Last week’s accusations of Spanish government corruption and news of Italian election uncertainty should remind investors that despite the European Central Bank assertion that it would do ‘whatever it takes’ to preserve the Euro, significant risks continue to lurk below the surface.

Spanish newspapers claimed they had evidence showing Prime Minister Rajoy took illegal cash payments, and the opposition party was calling for him to resign. This comes just as the beleaguered Spanish leader tries to keep his austerity package on track in the face of a deteriorating economy.

Read: S&P downgrades Eurozone bailout fund

Concurrently, former Italian Prime Minister Berlusconi has been closing the gap with front runner Pier Luigi Bersani as Italy gets set to head to the polls February 24-25th. The chief concern is Berlusconi could unwind the fiscal restructuring put in place by outgoing Prime Minister Mario Monti.

Throw in a €1 billion loss from Italy’s third largest bank and the Eurozone caused the first noticeable pullback for stocks this year. It was short lived, however, as stocks shook off the negative news and managed to rise, albeit only slightly, for a sixth week. The S&P500, NASDAQ, and Canada’s TSX had modest gains while the Dow had a small weekly loss – its first for 2013.

How did stocks overcome the Eurozone stumble? For the most part, it’s the positive influence of earnings results offsetting the negativity. Q4 earnings season has turned out better than the street was expecting, with two-thirds of the companies reporting revenues and three-quarters reporting profits that beat consensus projections.


The January rally in stocks has continued, pushing U.S. stock index levels to 5-year highs. From a valuation perspective, the 2013 surge has pushed up the Price/Earnings ratio by 25% to 14.9x since the lows of October 2011.

While the valuation discount has closed considerably of late, the P/E multiple is still 10% below the average multiple of 16.6x over the past 10 years. The question is, have current expectations for growth been properly priced into stocks?

The S&P500 has more than doubled since its lows of 2009 and is currently 3% below its record high (1565) set in October 2007. Over 75% of the S&P500 companies have already reported Q4 results, so there are fewer “positive” catalysts on the immediate horizon to propel the stock market higher. At the same time, the news from Spain and Italy has awoken the European debt crisis from its winter slumber, so caution is warranted.

Read: Eurozone failed to reduce debt burden


With Earnings Season tapering off in the U.S. and a relatively light economic calendar, corporate Canada becomes the focus this week with our own earnings parade moving into high gear. Several influential bellwethers including TransCanada, RioCan REIT, Barrick Gold, Rogers and Telus are set to reveal how the slowing Canadian economy impacted them in the final quarter of 2012.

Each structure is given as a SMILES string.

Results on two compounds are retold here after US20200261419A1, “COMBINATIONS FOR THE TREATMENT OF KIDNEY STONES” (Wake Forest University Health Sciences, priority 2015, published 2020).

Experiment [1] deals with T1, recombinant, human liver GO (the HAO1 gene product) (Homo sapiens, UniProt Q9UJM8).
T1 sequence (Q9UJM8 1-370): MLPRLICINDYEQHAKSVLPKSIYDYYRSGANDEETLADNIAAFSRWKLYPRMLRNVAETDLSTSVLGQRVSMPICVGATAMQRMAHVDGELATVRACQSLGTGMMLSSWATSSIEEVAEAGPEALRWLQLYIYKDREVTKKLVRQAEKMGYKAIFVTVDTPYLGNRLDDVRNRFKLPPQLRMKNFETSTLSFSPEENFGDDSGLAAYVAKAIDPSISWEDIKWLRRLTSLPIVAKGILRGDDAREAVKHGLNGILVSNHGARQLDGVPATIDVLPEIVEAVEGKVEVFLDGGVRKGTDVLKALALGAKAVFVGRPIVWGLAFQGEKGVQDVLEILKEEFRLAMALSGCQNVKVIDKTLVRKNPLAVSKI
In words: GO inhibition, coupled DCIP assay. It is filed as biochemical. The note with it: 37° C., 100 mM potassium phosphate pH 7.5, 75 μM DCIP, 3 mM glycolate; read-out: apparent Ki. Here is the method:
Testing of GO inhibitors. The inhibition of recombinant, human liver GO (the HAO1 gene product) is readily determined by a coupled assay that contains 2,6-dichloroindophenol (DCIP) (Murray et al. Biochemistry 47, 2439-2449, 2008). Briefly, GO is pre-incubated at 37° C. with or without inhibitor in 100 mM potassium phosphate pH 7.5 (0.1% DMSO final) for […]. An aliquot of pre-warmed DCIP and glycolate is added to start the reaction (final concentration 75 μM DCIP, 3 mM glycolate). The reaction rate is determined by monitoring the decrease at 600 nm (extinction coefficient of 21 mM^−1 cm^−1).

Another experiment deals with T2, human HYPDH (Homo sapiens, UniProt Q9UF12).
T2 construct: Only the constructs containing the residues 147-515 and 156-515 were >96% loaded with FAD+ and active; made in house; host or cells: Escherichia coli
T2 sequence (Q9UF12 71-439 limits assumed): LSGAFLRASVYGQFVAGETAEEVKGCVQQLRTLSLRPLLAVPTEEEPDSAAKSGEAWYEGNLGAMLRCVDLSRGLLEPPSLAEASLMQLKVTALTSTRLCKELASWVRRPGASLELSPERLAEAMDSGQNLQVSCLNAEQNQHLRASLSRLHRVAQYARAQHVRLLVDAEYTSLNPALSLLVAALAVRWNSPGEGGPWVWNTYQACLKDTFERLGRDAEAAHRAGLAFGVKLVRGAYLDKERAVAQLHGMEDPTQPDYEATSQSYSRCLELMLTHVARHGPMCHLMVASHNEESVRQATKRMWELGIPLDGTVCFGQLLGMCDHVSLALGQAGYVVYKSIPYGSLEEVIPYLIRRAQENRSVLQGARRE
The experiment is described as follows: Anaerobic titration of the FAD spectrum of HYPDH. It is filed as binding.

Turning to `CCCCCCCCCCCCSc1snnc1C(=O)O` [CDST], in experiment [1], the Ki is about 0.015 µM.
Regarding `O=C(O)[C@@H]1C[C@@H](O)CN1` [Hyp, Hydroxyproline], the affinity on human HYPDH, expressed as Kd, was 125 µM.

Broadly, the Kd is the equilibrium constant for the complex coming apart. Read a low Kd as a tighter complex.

The economic data will be mostly U.S.-centric as only Canadian manufacturing and existing home sales data are due. On Wednesday, the first retail sales report since the payroll tax increase went into effect at the turn of the year should point to resilience of the U.S. consumer.

On Friday, Industrial Production should show only a small decline due to weakness in manufacturing hours worked and reduced motor vehicle production. One of the first February data points is Friday’s University of Michigan Consumer Sentiment, which should rebound from the fiscal cliff worries affecting confidence in early January. No new bad news from the government and strong stock market returns could support sentiment.


There has been lots of talk about what is happening with the U.S. and Chinese economies, but what has been happening at home in the Canadian economy?

Canada reported a disappointing January employment report last week, which supports the view that the Canadian economy has been and will continue to lose momentum in early part of 2013.

The net change in employment in January was an unexpected fall of 22,000, compared to estimates of an increase of 5,000. December’s job gains were revised lower, suggesting January was not an anomaly. The unemployment rate fell to 7% from 7.1% in December and the participation rate ticked down to 66.6% from 66.8%.

Read: How to fix the Eurozone

The weak job market in January supports the slowdown in November retail sales and the falling exports noted in December. Canadian housing starts plunged 19% in January to their lowest since the end of the 2009 recession as builders scaled back plans for new condominium projects. Homebuilding is set to swing from an economic positive in 2012 to a drag in 2013. The Bank of Canada has also backed away from its imminent tightening language as they now suggest sluggish growth here and around the world will delay tightening, possibly until next year.

We expect Canada’s economy will follow rather than lead the other developed economies in the first half of 2013. We expect positive, but only modest 2013 GDP expansion, continued low short-term rates but possibly higher longer-term interest rates, and the Canadian dollar should neither surge nor plunge from around parity for most of the year.

David Andrews is the Director, Investment Management & Research at Richardson GMP in Toronto. This team of research experts is responsible for monitoring and interpreting economic, geo-political situations, current market environments and trends.

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